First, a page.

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I’m ever-grateful for good health, and now that I have a full-time job with benefits in the United States, I’m grateful to have full health care again.

living in gratitude©

living in gratitude©

I am keenly aware that this is perhaps the greatest gift of employment here.

I learned the hard way that disability bars me from health insurance in this country.

Every insurer I contacted — including all the firms that had insured me before, through various employers — rejected me for health coverage when I became unemployed.

Why people with disabilities are denied U.S. health insurance 

For non-Americans, this is unbelievable, so let me explain.  I could not get health insurance because I was deemed one of the people who needed it most.  Insurers won’t cover people they predict will be a big drain on their accounts, unless the risk is shared with an employer who contributes to health coverage.

This, by the way, includes women, who cost more to insure because they use more health care.  (We get pregnant; we have babies.)  I was told that even as a woman who has never been pregnant — and doesn’t intend to — I am a higher risk for American health insurers.

My disability — acquired in the Afghanistan war — was deemed a “pre-existing condition” and therefore precluded health insurance.

Go figure.

So I did what I’ve always tried to do:  Stay healthy.

I exercise every day; eat a vegetarian diet (with plenty of West Coast, cold-water fish for protein); and try to get sound, restorative sleep each night.

I believe I’ve stayed healthy, through three years of unemployment, by staying optimistic.  Research shows this makes a big difference in mental and physical health.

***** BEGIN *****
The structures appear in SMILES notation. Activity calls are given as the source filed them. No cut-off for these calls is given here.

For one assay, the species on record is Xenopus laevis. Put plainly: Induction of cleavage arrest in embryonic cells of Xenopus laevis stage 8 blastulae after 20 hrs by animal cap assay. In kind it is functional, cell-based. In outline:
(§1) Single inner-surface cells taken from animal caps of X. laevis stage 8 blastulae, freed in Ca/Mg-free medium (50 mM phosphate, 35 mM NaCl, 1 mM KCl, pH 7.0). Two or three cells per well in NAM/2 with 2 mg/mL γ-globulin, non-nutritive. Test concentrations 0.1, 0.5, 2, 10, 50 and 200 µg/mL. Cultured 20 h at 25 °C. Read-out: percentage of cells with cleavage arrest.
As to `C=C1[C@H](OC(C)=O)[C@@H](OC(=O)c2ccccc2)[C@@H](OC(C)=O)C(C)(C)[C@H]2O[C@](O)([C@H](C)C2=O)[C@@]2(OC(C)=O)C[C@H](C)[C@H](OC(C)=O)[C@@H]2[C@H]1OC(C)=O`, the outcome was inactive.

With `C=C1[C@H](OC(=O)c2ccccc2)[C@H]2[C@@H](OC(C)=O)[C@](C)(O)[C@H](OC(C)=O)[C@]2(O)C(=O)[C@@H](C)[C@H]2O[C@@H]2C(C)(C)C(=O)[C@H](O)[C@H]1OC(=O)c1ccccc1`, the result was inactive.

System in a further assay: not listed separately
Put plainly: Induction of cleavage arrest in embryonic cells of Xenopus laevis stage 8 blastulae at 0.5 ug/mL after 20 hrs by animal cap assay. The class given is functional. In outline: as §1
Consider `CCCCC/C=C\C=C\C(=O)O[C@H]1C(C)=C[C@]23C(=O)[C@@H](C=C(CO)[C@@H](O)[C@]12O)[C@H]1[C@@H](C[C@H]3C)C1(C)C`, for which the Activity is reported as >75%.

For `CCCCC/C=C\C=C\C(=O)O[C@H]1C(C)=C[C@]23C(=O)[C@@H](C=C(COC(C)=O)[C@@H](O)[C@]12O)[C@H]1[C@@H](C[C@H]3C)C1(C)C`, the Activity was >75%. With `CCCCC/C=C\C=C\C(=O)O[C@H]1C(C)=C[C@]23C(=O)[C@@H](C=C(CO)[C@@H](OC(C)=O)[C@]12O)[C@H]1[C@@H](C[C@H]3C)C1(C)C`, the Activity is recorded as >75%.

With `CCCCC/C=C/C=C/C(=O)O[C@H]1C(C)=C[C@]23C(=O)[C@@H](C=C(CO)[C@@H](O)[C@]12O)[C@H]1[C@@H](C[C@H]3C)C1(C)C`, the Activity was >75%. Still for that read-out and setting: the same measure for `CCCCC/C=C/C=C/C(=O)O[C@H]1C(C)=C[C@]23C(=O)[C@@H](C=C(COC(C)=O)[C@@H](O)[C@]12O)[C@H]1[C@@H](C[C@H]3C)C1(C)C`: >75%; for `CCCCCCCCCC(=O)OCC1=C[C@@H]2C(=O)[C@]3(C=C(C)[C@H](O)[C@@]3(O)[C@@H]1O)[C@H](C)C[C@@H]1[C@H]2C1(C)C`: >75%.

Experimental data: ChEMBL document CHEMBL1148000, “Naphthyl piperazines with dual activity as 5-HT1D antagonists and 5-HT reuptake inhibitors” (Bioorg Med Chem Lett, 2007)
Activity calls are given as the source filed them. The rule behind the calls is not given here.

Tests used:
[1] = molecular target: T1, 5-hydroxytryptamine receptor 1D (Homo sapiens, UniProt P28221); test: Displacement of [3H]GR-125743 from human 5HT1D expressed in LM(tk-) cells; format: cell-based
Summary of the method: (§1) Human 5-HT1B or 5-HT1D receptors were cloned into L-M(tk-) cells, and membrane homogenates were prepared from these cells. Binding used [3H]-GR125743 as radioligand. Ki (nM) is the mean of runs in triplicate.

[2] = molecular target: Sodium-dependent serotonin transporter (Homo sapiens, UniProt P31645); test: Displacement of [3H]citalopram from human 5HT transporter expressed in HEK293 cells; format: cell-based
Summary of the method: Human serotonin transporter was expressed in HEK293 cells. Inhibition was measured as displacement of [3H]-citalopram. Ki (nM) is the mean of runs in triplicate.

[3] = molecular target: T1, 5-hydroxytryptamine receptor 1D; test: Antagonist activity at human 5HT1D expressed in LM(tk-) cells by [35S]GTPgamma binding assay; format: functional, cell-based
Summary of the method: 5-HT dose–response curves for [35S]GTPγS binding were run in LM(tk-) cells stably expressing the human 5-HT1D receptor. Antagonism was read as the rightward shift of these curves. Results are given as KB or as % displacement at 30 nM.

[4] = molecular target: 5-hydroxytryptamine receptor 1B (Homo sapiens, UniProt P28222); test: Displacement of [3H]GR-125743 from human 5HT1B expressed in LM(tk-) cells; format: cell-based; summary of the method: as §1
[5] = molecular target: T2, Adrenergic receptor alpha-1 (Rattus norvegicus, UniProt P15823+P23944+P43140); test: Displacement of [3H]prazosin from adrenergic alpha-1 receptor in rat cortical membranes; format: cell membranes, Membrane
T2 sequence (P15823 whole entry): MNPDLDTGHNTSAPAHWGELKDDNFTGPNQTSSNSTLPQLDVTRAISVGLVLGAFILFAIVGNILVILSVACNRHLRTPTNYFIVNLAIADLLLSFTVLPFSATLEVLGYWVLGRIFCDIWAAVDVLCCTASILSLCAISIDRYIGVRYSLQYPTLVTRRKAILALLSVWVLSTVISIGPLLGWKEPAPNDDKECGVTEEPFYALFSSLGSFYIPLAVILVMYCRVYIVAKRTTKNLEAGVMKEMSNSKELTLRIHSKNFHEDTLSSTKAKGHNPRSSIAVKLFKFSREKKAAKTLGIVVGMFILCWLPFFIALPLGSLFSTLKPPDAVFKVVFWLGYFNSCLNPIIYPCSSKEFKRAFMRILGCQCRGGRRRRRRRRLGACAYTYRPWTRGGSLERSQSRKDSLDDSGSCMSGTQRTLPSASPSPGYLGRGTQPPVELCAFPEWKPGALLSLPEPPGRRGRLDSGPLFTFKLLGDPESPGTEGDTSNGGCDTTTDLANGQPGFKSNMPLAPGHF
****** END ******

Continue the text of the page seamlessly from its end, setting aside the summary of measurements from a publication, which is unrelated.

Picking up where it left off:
When I met my new doctor this week, I was so grateful to learn that she, too, was an immigrant.  I was grateful to learn that she understands the humiliation of no health coverage in the U.S. (trust me, you’re treated like a criminal sometimes for being uninsured here, even when you pay for every single thing with your own money. I have stories …)

I was grateful to see she has compassion for the underprivileged, after working in several under-served communities across the U.S., as part of her medical training.

I was grateful that this doctor had the time to discuss the importance of preventative health care during my annual exam.

We talked about workplace stress and how one copes.  We discussed the challenge, for many, of maintaining a healthy diet, when incomes are low and cost-of-living expenses are high.

The privilege of having a job

We agreed that living in Washington, with all its natural beauty, is a healthy choice for us, who are privileged to have jobs and health insurance.  It’s such a great place to stay fit for free.

I’m grateful for meeting a gentle, young doctor, who takes time to get to know her patients, and welcomes an opportunity to discuss healthy living choices with them.

I’m grateful that she sees some patients pro bono who cannot afford health insurance, or who are denied health coverage due to “pre-existing conditions.”

And yes, I am thankful to have been unemployed in this country, and learn what that means.  (I have many stories …)

As an immigrant, it makes me that much more grateful to have a full-time job.

I’m especially grateful for good health, and I’m confident my new doctor shares that gratitude.

After pronouncing me strong and healthy, despite disability, she uttered four of the best words I’ve ever heard from an American doctor:  “See you next year!

 

 

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